WFH = Work from Home or Work from Hell?


About half (51%) of employed Americans are still working from home (or that sad, pixelated beach in Zoom backgrounds). With a planning effort equal to that of the annual office fire drill, American workplaces emptied out in March 2020 and are only beginning to see a trickle of cubicle convos return.

Much to the chagrin of office managers, extroverts, and the purveyor of your Wednesday $15 health-forward (as opposed to…?) salad, workers overwhelmingly prefer the WFH lifestyle. A mere 12% of workers consider their WFH experience to be worse than their previous commutable places of employment.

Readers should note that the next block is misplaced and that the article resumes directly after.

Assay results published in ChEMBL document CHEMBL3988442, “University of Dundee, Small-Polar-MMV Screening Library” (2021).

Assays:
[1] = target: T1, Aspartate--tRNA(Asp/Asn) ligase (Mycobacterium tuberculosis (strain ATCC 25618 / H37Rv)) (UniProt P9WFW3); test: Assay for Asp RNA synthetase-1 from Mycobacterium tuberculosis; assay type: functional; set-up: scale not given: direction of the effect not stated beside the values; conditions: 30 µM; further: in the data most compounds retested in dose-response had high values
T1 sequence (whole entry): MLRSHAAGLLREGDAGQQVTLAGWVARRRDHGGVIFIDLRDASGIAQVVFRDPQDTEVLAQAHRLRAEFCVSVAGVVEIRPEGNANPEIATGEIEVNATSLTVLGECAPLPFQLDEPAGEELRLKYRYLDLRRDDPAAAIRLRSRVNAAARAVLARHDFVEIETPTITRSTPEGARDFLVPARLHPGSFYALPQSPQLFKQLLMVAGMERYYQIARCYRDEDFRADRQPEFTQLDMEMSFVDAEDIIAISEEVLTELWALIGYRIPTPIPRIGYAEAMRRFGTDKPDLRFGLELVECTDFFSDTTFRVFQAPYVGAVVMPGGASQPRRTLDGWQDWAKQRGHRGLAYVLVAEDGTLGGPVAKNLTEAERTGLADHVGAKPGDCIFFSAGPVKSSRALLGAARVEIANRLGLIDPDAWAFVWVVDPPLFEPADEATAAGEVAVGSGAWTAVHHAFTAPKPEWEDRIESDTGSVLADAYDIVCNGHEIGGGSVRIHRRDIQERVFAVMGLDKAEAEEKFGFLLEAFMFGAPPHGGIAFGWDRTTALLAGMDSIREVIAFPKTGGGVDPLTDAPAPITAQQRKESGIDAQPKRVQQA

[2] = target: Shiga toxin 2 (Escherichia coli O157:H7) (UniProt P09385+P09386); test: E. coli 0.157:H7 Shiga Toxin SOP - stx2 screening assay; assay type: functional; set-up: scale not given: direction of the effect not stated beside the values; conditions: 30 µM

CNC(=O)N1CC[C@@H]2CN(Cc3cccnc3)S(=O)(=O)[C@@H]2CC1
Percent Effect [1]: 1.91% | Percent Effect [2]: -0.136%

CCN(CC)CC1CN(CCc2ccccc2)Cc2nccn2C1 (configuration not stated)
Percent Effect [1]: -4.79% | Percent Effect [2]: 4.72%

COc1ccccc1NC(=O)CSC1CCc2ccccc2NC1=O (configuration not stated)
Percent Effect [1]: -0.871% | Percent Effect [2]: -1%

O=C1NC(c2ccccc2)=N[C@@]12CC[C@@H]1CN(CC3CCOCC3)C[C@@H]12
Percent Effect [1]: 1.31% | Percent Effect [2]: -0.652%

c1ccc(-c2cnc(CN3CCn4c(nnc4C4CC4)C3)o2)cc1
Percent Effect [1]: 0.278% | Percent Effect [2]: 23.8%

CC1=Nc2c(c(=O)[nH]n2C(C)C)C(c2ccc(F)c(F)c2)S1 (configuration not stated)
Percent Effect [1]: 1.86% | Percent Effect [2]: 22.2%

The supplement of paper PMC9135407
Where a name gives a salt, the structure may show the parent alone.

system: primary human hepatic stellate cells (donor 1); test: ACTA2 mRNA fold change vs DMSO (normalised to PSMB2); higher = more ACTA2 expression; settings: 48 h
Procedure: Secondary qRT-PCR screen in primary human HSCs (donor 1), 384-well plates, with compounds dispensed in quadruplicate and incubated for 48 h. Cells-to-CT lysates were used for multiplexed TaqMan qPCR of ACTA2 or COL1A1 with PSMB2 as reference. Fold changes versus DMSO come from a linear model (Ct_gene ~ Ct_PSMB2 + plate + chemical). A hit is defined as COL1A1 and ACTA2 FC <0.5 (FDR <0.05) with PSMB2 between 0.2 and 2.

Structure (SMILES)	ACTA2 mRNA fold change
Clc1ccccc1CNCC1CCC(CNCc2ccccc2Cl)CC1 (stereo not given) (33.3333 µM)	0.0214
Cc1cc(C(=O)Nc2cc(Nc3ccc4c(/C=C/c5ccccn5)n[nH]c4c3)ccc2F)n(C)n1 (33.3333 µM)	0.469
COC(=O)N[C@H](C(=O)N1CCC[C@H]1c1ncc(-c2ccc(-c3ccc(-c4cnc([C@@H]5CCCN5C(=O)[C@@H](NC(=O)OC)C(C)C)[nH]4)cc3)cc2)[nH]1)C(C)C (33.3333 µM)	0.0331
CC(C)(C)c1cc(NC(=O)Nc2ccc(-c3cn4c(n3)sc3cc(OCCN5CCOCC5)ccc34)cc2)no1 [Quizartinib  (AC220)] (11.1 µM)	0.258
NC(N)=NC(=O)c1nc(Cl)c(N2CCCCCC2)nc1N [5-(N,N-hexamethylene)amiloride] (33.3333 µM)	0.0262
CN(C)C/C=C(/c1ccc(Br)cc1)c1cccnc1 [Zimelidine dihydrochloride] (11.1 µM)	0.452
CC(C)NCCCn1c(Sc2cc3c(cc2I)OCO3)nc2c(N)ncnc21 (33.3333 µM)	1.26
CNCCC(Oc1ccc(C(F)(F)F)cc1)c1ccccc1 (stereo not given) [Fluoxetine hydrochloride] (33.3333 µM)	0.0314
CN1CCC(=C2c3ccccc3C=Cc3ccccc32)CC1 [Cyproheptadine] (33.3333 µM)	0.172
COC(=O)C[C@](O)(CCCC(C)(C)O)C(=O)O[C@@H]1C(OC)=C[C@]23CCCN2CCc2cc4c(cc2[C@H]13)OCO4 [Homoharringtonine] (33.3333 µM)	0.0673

Only 26% of women consider working from home to be much better than their regular workplace, compared to 39% of men. They must be less enthused about constant Zoom-to-Zoom meetings while also shepherding children, pets, and significant others (sometimes hard to tell the difference between them) through their own Zoom-topia. Unless the fellas pick up some slack (or sign out of it), home office morale will continue to suffer.

Although young workers may have a bleaker financial future than their more seasoned coworkers (hey there Social Insecurity), 67% of workers ages 18-30 are thoroughly enjoying the WFH couch-turned-conference room reality.

The results of the Great 2020 Unplanned WFH Experiment are indisputable: 55% of workers would prefer to permanently work from home even when the pandemic subsides while 36% would like a mix.